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Longevity Seekers Advised to Consume Modest Doses of Red Wine Molecules in Dietary Supplements (Longevinex(R)) Rather than Mega-Dose Resveratrol Alone

December 27, 2008

SAN DIMAS, Calif., Dec. 27 /PRNewswire/ — According to the latest
science, resveratrol pill users are best advised to consume modest doses of
resveratrol plus an array of antioxidant molecules as typically provided in 3
to 5 glasses of aged, red wine, rather than resveratrol alone.

(Photo: http://www.newscom.com/cgi-bin/prnh/20080603/LATU039 )

The most recent study shows mega-dose resveratrol alone fails to prolong
the life of laboratory mice. In fact, mega-doses shortened the life of
animals compared to a standard calorie diet with no resveratrol. [Cell
Metabolism. 2008 Aug; 8:157-68]

“While resveratrol (rez-vair-ah-trol), an antioxidant molecule
concentrated in red wine (about 1 milligram per glass), is touted for its
health properties, partially explaining the French Paradox (why French wine
drinkers have cardiac mortality rates 30% lower than North Americans despite
their high-calorie, high-fat diets), it is not the sole molecule responsible
for longevity,” says Bill Sardi, spokesperson for Longevinex(R), a leading
brand of resveratrol dietary supplement.

“The total array of red wine molecules found in the best red wine, about
60 milligrams per 5-ounce glass, or 180-300 milligrams in 3 to 5 glasses, is
the suggested healthy dosage range,” says Sardi.

Consistently, studies show modest doses of red wine lower mortality rates
over abstention or over-consumption. [American Journal Epidemiology 1986 Sep;
124(3):481-9] Red wine pills offer the advantage of no alcohol, no calories
or sulfite preservatives.

Cause of shortened lifespan

The negative effect upon lifespan with mega-dose resveratrol may emanate
from over-inhibition of tumor necrosis factor (TNF), an inflammatory factor.
Excessive TNF leads to inflammation, while too little impairs the immune
system, says Sardi.

“We know that over-inhibition of TNF in humans increases the risk for
lymphoma (cancer that originates in lymphocytes, a type of white blood cell),”
says Sardi. [Therapeutics Clinical Risk Management 2007 Jun; 3(2):245-58]
“When laboratory mice were given mega-dose resveratrol they did not live as
long and largely succumbed to lymphoma. Resveratrol is a known TNF
inhibitor,” adds Sardi. [Biochemical and Biophysical Research Communications
2008 May 2; 369(2):471-7]

Confusing dosage advice

While longevity seekers have been hearing a lot about resveratrol in the
past four years, since an Ivy League university discovered it activated a
longevity gene known as Sirtuin 1, advice concerning dosage has been confusing
at times.

A 2006 mouse study suggested consumers would have to drink about 750 to
1500 bottles of red wine a day to live longer (24 milligrams per kilogram of
body weight), but the longevity effect was only demonstrated among mice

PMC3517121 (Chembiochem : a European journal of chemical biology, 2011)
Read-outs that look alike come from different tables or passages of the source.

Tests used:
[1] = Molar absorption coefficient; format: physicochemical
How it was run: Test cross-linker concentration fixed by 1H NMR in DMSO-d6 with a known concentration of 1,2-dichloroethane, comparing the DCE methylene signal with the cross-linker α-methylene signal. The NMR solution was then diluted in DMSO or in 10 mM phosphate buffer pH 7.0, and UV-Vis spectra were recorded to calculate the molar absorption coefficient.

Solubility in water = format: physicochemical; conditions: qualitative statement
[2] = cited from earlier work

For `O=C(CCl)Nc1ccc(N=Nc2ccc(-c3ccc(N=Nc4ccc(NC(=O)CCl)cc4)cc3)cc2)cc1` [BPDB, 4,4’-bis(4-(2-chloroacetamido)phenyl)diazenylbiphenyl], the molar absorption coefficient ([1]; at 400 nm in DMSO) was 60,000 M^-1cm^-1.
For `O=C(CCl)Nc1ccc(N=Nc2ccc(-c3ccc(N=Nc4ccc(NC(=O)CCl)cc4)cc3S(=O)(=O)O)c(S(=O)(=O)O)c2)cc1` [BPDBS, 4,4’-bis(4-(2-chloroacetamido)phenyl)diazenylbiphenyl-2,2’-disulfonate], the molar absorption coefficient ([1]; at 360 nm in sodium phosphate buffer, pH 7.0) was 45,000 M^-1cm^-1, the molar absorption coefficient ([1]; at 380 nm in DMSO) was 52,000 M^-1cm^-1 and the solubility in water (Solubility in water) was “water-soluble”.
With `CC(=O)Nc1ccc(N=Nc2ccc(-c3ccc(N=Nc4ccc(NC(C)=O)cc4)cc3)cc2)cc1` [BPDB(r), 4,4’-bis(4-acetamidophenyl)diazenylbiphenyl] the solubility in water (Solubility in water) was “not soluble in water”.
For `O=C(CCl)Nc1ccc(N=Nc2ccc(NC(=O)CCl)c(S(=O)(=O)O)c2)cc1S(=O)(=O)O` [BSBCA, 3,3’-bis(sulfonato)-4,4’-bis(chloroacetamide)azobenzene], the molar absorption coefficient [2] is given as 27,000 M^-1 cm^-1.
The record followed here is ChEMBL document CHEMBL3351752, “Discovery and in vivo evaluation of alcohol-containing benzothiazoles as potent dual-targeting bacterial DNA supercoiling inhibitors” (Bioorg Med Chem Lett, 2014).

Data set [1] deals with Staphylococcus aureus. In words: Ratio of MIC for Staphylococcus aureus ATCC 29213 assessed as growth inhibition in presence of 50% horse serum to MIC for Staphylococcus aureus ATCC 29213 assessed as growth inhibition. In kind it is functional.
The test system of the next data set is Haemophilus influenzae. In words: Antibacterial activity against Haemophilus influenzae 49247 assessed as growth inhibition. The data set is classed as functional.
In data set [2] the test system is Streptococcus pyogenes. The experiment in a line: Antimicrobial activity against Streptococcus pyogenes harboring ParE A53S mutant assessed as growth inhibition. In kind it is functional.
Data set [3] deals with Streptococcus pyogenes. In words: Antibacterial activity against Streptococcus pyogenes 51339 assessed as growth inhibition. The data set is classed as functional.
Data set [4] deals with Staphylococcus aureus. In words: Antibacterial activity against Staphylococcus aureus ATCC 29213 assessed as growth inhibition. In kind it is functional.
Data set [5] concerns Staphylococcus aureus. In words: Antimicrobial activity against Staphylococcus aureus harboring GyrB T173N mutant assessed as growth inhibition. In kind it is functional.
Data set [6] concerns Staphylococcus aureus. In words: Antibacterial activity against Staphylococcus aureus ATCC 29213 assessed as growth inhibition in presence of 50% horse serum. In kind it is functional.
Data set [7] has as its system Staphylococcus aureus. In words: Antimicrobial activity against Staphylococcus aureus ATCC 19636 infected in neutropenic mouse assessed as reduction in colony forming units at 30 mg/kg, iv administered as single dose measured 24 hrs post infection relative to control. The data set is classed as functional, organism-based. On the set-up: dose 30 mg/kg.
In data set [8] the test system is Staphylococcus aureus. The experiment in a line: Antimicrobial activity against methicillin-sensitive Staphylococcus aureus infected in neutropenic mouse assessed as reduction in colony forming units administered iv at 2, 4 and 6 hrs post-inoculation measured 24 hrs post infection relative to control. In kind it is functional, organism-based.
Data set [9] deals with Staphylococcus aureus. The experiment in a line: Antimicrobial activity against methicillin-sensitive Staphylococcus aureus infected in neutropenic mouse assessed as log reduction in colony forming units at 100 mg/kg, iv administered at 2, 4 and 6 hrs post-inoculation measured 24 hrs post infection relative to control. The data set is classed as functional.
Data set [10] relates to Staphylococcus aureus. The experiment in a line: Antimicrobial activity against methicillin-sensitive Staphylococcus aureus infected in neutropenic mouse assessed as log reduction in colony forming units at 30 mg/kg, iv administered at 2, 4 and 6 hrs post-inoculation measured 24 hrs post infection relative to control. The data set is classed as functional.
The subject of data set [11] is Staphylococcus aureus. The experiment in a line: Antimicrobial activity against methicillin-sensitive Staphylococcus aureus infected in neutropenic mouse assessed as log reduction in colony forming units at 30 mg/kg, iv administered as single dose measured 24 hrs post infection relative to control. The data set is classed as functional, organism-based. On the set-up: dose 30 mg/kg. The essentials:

engorged with a fat-laden diet (60% fat calories vs. 35% for the typical human
diet), which isn’t a real-world example.

When the data on mice fed a standard calorie diet were analyzed and
published in 2008 [Cell Metabolism. 2008 Aug; 8(2):157-68], ultra-high dose
resveratrol (360 mg and 1565 mg, human equivalent dosage) actually stunted the
lifespan of mice. So the public has been misled concerning dosage since 2006
[Nature 2006 Nov 16; 444:337-42], and may have never heard about the 2008
report, says Sardi.

Lower dose resveratrol accompanied by an array of other small molecules
may be superior to resveratrol alone. According to a mouse study conducted by
Longevinex(R), published in the September 2008 issue of Experimental
Gerontology [2008 Sept; 43(9):859-66], far more longevity genes were activated
in heart tissue by Longevinex (9-fold more) than plain resveratrol, at a dose
that was 17-320 times lower than doses used in prior studies.

Synergism found

“A synergistic effect has been demonstrated with the array of antioxidant
molecules provided in Longevinex(R), compared to resveratrol alone,” says
Sardi. Other studies also corroborate that resveratrol works better when
accompanied by other molecules, at lower doses. [Journal Medicinal Food 2008
Dec; 11:773-83; Translational Oncology 2008 March; 1:19-27; Life Science 2008
May 7; 82: 1032-9]

Sardi says longevity seekers often demand human lifespan studies, not
realizing such a study would be impractical, taking 100 years to complete.
Mouse longevity studies take about 3-4 years and cost more than a million
dollars, so more economical gene array studies are performed and compared
against a calorie restricted diet, which is a known intervention that prolongs
life in all life forms. Longevinex(R) also sponsored an unpublished study
showing it activated far more genes in brain tissue than plain resveratrol.

Longevinex(R) is a patent-applied-for matrix providing 250 milligrams of
gene-controlling molecules (resveratrol, quercetin, rice bran IP6, ferulic
acid, vitamin D), and is currently the only resveratrol-based dietary
supplement to have been successfully studied in humans. Researchers at
Appalachian State University found Longevinex(R) had superior antioxidant and
anti-inflammatory action among endurance athletes compared to green tea
molecules or quercetin alone.

Longevinex(R) is microencapsulated for stability and long-term shelf life,
and is micronized to enhance absorption. Longevinex(R) contains no alcohol.
Longevity seekers are invited to visit the website at www.longevinex.com

SOURCE Longevinex


Source: newswire



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